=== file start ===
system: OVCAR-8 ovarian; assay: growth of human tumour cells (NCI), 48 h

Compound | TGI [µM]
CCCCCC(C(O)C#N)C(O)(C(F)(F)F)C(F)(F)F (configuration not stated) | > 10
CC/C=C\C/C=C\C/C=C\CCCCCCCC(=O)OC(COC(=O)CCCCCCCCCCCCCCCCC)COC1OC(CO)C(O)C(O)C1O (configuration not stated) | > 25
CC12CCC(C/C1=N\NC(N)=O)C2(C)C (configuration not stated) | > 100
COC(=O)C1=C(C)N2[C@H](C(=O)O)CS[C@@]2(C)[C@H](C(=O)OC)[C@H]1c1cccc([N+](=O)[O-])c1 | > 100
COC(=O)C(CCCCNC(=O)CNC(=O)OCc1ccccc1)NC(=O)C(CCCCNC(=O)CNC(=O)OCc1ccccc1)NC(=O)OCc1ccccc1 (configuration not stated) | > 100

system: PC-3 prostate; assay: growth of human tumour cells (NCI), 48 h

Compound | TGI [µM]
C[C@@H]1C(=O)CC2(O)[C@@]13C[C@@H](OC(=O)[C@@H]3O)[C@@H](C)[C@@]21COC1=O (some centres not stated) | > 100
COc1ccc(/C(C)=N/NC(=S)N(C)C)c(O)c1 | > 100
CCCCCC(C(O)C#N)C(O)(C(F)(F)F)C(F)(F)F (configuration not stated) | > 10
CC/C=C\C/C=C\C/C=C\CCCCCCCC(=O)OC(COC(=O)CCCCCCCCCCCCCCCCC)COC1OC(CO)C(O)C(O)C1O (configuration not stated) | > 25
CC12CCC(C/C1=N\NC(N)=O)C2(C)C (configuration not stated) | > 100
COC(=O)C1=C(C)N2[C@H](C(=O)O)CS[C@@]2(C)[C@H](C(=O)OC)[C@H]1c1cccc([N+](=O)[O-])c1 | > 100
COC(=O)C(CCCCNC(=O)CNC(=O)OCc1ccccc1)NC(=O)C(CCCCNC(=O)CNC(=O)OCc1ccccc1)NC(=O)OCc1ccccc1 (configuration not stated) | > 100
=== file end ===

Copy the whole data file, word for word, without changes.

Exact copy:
system: OVCAR-8 ovarian; assay: growth of human tumour cells (NCI), 48 h

Compound | TGI [µM]
CCCCCC(C(O)C#N)C(O)(C(F)(F)F)C(F)(F)F (configuration not stated) | > 10
CC/C=C\C/C=C\C/C=C\CCCCCCCC(=O)OC(COC(=O)CCCCCCCCCCCCCCCCC)COC1OC(CO)C(O)C(O)C1O (configuration not stated) | > 25
CC12CCC(C/C1=N\NC(N)=O)C2(C)C (configuration not stated) | > 100
COC(=O)C1=C(C)N2[C@H](C(=O)O)CS[C@@]2(C)[C@H](C(=O)OC)[C@H]1c1cccc([N+](=O)[O-])c1 | > 100
COC(=O)C(CCCCNC(=O)CNC(=O)OCc1ccccc1)NC(=O)C(CCCCNC(=O)CNC(=O)OCc1ccccc1)NC(=O)OCc1ccccc1 (configuration not stated) | > 100

system: PC-3 prostate; assay: growth of human tumour cells (NCI), 48 h

Compound | TGI [µM]
C[C@@H]1C(=O)CC2(O)[C@@]13C[C@@H](OC(=O)[C@@H]3O)[C@@H](C)[C@@]21COC1=O (some centres not stated) | > 100
COc1ccc(/C(C)=N/NC(=S)N(C)C)c(O)c1 | > 100
CCCCCC(C(O)C#N)C(O)(C(F)(F)F)C(F)(F)F (configuration not stated) | > 10
CC/C=C\C/C=C\C/C=C\CCCCCCCC(=O)OC(COC(=O)CCCCCCCCCCCCCCCCC)COC1OC(CO)C(O)C(O)C1O (configuration not stated) | > 25
CC12CCC(C/C1=N\NC(N)=O)C2(C)C (configuration not stated) | > 100
COC(=O)C1=C(C)N2[C@H](C(=O)O)CS[C@@]2(C)[C@H](C(=O)OC)[C@H]1c1cccc([N+](=O)[O-])c1 | > 100
COC(=O)C(CCCCNC(=O)CNC(=O)OCc1ccccc1)NC(=O)C(CCCCNC(=O)CNC(=O)OCc1ccccc1)NC(=O)OCc1ccccc1 (configuration not stated) | > 100